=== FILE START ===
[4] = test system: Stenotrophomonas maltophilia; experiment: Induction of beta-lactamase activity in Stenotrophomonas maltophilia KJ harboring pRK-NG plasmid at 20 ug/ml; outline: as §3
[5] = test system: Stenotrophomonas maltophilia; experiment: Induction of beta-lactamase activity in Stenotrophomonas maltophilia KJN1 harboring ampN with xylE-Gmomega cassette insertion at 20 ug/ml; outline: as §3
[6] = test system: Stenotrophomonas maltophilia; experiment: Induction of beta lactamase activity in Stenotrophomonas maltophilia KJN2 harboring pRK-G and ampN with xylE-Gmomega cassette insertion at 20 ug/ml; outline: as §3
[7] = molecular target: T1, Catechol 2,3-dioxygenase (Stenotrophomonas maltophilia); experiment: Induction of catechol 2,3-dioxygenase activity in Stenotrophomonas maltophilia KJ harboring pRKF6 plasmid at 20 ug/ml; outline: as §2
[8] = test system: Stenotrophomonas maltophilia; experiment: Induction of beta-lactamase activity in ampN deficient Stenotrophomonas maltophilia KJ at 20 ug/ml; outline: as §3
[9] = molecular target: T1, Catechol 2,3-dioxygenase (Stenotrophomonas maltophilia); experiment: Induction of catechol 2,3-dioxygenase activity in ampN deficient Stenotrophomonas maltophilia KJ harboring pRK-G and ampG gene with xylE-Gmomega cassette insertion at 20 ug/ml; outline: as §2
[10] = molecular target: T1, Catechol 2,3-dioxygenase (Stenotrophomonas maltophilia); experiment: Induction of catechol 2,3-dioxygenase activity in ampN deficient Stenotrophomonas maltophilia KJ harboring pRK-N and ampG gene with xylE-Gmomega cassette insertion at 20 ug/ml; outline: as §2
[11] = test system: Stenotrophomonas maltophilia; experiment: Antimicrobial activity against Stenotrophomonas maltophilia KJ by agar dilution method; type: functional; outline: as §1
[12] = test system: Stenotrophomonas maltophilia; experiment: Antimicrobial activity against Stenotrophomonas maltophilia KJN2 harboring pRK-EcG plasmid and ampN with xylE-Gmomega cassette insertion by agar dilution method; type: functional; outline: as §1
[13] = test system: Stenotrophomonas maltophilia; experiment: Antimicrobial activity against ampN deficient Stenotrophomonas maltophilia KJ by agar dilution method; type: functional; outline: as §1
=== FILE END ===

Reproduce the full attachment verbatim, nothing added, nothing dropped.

[4] = test system: Stenotrophomonas maltophilia; experiment: Induction of beta-lactamase activity in Stenotrophomonas maltophilia KJ harboring pRK-NG plasmid at 20 ug/ml; outline: as §3
[5] = test system: Stenotrophomonas maltophilia; experiment: Induction of beta-lactamase activity in Stenotrophomonas maltophilia KJN1 harboring ampN with xylE-Gmomega cassette insertion at 20 ug/ml; outline: as §3
[6] = test system: Stenotrophomonas maltophilia; experiment: Induction of beta lactamase activity in Stenotrophomonas maltophilia KJN2 harboring pRK-G and ampN with xylE-Gmomega cassette insertion at 20 ug/ml; outline: as §3
[7] = molecular target: T1, Catechol 2,3-dioxygenase (Stenotrophomonas maltophilia); experiment: Induction of catechol 2,3-dioxygenase activity in Stenotrophomonas maltophilia KJ harboring pRKF6 plasmid at 20 ug/ml; outline: as §2
[8] = test system: Stenotrophomonas maltophilia; experiment: Induction of beta-lactamase activity in ampN deficient Stenotrophomonas maltophilia KJ at 20 ug/ml; outline: as §3
[9] = molecular target: T1, Catechol 2,3-dioxygenase (Stenotrophomonas maltophilia); experiment: Induction of catechol 2,3-dioxygenase activity in ampN deficient Stenotrophomonas maltophilia KJ harboring pRK-G and ampG gene with xylE-Gmomega cassette insertion at 20 ug/ml; outline: as §2
[10] = molecular target: T1, Catechol 2,3-dioxygenase (Stenotrophomonas maltophilia); experiment: Induction of catechol 2,3-dioxygenase activity in ampN deficient Stenotrophomonas maltophilia KJ harboring pRK-N and ampG gene with xylE-Gmomega cassette insertion at 20 ug/ml; outline: as §2
[11] = test system: Stenotrophomonas maltophilia; experiment: Antimicrobial activity against Stenotrophomonas maltophilia KJ by agar dilution method; type: functional; outline: as §1
[12] = test system: Stenotrophomonas maltophilia; experiment: Antimicrobial activity against Stenotrophomonas maltophilia KJN2 harboring pRK-EcG plasmid and ampN with xylE-Gmomega cassette insertion by agar dilution method; type: functional; outline: as §1
[13] = test system: Stenotrophomonas maltophilia; experiment: Antimicrobial activity against ampN deficient Stenotrophomonas maltophilia KJ by agar dilution method; type: functional; outline: as §1